FOR IMMEDIATE RELEASE
Thursday, March 27, 2003
FOR MORE INFORMATION
Neel Lattimore, 202-263-3521
Coalition of non-profits and businesses to lobby for President's AIDS relief plan for Africa
WASHINGTON - The Corporate Council on Africa (http://www.africacncl.org) today announced the creation of an affiliate to lobby Congress for President Bush's $15 billion emergency AIDS relief plan for Africa. The new organization, called the Coalition for AIDS Relief in Africa (CARA), will be co-chaired by former Representatives J.C. Watts and Eva Clayton. Mary Kanya, Ambassador to the United States from Swaziland and the current dean of the African Ambassadors AIDS Caucus, will serve as vice chairwoman representing the African nations, and Julius Coles, President of Africare, will be vice chair representing the non-profit community. Stephen Hayes, President of the Corporate Council on Africa, will serve as president of CARA.
"Caring and conscientious citizens from all walks of life, including those representing the member companies of the Corporate Council on Africa, have been working tirelessly for years to alleviate the suffering brought on by AIDS," said Stephen Hayes. "I applaud President Bush for responding to the call for greater American global leadership to address this crisis of humanity."
CARA will organize the corporate community, as well as non-profits and representatives of African nations, in a campaign that will seek to secure Congressional support and passage of the President's plan.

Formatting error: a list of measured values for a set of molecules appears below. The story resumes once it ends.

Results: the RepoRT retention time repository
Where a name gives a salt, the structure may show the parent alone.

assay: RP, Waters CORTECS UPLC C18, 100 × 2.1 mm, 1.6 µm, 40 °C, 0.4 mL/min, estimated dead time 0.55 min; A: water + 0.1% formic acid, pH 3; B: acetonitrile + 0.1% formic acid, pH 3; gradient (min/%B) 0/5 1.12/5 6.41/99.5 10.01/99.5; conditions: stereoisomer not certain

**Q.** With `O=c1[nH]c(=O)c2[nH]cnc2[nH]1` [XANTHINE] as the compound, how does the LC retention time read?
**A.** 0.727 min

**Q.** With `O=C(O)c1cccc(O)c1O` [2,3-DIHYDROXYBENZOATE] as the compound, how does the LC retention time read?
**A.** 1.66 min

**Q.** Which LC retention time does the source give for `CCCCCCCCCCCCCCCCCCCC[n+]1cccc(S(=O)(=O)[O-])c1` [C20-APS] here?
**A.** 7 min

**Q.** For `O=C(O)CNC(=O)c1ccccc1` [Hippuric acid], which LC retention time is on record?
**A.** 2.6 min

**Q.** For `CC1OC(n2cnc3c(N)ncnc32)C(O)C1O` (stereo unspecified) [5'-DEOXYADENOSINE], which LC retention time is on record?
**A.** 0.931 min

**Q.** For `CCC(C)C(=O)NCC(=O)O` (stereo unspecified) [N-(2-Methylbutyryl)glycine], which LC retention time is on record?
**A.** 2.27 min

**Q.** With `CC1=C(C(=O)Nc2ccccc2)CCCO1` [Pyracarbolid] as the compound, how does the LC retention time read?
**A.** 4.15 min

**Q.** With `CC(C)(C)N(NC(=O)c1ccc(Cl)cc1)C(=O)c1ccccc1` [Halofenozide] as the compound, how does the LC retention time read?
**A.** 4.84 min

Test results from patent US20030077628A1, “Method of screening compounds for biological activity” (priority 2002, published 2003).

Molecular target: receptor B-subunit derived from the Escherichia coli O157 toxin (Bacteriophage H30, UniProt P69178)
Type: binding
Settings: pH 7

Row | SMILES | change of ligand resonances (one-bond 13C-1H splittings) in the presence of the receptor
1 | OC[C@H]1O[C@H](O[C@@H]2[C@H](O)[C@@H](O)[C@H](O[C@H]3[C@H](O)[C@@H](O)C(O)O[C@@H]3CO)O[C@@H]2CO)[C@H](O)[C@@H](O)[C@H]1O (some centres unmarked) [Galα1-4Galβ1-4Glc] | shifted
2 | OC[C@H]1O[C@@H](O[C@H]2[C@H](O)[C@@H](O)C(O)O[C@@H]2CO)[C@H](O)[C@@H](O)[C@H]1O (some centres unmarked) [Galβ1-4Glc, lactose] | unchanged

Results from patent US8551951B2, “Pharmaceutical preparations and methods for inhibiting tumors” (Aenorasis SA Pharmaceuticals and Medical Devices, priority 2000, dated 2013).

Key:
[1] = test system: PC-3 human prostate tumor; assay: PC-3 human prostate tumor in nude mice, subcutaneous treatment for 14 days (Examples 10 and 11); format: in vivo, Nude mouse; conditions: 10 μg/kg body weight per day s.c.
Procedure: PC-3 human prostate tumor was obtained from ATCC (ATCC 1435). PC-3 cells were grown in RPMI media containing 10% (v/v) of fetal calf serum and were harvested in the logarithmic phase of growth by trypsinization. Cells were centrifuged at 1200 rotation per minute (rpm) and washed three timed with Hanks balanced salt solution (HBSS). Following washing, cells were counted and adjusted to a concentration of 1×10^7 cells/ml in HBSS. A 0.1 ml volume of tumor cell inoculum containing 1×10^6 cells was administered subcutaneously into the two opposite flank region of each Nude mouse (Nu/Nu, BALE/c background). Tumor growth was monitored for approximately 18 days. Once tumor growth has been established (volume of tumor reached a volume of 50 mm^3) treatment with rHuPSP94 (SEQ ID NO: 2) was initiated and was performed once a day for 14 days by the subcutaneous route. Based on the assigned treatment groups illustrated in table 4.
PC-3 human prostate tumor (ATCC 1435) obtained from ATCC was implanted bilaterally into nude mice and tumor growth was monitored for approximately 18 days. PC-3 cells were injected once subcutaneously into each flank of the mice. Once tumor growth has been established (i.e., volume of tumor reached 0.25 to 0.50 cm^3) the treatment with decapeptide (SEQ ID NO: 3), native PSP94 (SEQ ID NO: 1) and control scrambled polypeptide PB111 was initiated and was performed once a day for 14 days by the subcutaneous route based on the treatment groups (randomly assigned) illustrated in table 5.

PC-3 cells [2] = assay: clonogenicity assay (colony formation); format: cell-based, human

"From the cities to the suburbs to the rural areas, this coalition will increase America's awareness of the suffering and catastrophic loss of life and productivity brought on by AIDS in Africa, and the steps needed to end the pain," said Watts. "There are legitimate differences of opinion on how best to achieve this goal, but in the end, we must put people before politics and do what it takes to help our brothers and sisters in Africa."
"We have a social, moral, and economic obligation to seek immediate, emergency relief on the continent," said Clayton. "I applaud the Corporate Council on Africa for taking a leadership role in fighting this devastating disease. It is now up to us to educate members of Congress and the American people regarding what is happening and what must be done to stop it."
The Corporate Council on Africa is the leading American nonprofit, tax-exempt 501(c)(3) organization dedicated to enhancing trade and investment ties between the United States and the 53 nations of Africa. The American companies that make up the Corporate Council on Africa represent nearly 85 percent of all U.S. private sector investment in Africa. The Coalition for AIDS Relief in Africa is an independent 501(c)(4) affiliate of the Corporate Council on Africa.